Tag Archives: London Fashion Week

Fashion’s unholy trinity: Isabella Blow, Alexander McQueen and Philip Treacy

24 Nov

One of the most exciting exhibitions on fashion I have ever seen has just opened. Better even than the Louboutin at the Design Museum, and those who know me know I love shoes; better too than its current Paul Smith exhibition.

It’s Isabella Blow: Fashion Galore! at Somerset House. Even more than the V&A’s current Club to Catwalk, it makes one proud to be a Londoner – it’s impossible to imagine the wild, daring, inventive but still utterly wearable designs of Alexander McQueen and Philip Treacy, Isabella Blow’s most famous protégés, originating from any other city.

There are so many extraordinary outfits here, taken from Blow’s personal collection – she famously spotted McQueen at his Central Saint Martins graduation show, and bought the entire collection for £5,000. Most remarkable is a sailing ship fashioned as a black hat, its feather sails curling behind it as though permanently caught in the wind: this was inspired by Blow telling Treacy about the short-lived fashion for 18th century women to wear a ship in their vast wigs to commemorate a naval battle.

There are some lovely stories alongside the clothes. Sophie Dahl tells how she was crying by a parking meter when a regal apparition emerged from a taxi burdened with a gravity-defying hat and dozens of shopping bags. Dahl offered to help her, and Blow – for it was she – asked why she’d been crying.

“I’ve had an argument with my mother about what I’m going to do with my life,” said Dahl. “Would you like to be a model?” asked Blow. “Yes, please,” she said. Blow helped her become the most famous plus-sized model in the world.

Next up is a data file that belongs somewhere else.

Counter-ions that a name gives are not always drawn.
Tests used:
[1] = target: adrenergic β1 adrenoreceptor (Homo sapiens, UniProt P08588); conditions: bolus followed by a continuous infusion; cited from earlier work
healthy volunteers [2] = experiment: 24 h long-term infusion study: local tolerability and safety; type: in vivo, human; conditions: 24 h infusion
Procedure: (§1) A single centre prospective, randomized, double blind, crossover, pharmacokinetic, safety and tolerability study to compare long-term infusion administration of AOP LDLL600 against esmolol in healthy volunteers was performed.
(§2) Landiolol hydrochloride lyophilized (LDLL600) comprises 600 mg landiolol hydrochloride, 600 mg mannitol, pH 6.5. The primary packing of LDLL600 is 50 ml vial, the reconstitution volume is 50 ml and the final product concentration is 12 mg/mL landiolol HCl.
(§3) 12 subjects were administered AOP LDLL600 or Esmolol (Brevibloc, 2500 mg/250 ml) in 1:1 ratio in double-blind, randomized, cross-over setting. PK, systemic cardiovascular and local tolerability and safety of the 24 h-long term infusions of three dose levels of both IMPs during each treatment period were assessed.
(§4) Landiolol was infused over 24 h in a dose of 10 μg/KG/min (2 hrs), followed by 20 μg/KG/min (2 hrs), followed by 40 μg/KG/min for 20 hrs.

I also love the description of how, when Blow became Fashion Editor for the new Sunday Times Style magazine, its editor would have her walk the long way through the office so that everyone in that uptight, tie-wearing office could see her. The Sunday Times’ overall editor was, apparently, too terrified to meet her.

It reminds me of being at the Times, when the transvestite, Turner Prize-winning potter Grayson Perry was a columnist for the Arts section. He would come to drinks parties dressed as his alter-ego, a little girl in a huge blue frock and hair bow called Claire.

There’s a dark side to the glitz and glamour. McQueen and Blow fell out when the former sold his label to Gucci, in a deal Blow had helped to broker, and she wasn’t rewarded. Both later committed suicide – Blow in 2007, McQueen in 2010.

I’ve followed the three for years. I own a fantastic pair of McQueen trousers, bought for a risible £30 at the Designer Warehouse Sale. From the same place, I own four Philip Treacy hats – a sensible black fedora, a blue in the same design, an Elvis hat and a Marilyn hat (see pics, below).

Back in 1997, when I edited Time Out, we were delighted to get Alexander McQueen for our London Fashion Week cover. The yellow liquid in which he and model Karen Ferrari were doused was intended by McQueen to represent a “golden shower”, but in the end the side of him that acted as head of respected fashion house Givenchy won over the punk side of him that once stitched “I am a c***” into the linings of Prince Charles’s jacket. At the last minute he begged us not to mention the golden shower idea, so our Fashion Editor, Lorna V, coyly referred to it in the cover interview as “a truly wicked portrait of his choice”.

As to Blow, we put her on the cover five months later, at the next London Fashion Week. To be honest, I had to be persuaded by Lorna V – Blow was, after all, not a designer or model but a stylist at another magazine – but I’m glad I was.